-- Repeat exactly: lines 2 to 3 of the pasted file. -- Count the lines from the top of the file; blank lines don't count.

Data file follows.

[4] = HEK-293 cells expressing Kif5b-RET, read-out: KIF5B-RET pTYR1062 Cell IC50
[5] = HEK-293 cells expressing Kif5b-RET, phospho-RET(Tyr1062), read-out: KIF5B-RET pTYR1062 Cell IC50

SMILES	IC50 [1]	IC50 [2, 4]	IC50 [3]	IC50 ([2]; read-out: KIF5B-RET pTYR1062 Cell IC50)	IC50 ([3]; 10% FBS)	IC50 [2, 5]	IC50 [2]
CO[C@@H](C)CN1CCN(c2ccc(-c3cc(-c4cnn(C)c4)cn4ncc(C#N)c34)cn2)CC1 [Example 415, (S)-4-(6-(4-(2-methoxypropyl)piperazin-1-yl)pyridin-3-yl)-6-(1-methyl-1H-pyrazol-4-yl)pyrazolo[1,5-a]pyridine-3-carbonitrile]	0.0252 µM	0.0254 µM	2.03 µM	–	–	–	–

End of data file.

[5] = HEK-293 cells expressing Kif5b-RET, phospho-RET(Tyr1062), read-out: KIF5B-RET pTYR1062 Cell IC50

SMILES	IC50 [1]	IC50 [2, 4]	IC50 [3]	IC50 ([2]; read-out: KIF5B-RET pTYR1062 Cell IC50)	IC50 ([3]; 10% FBS)	IC50 [2, 5]	IC50 [2]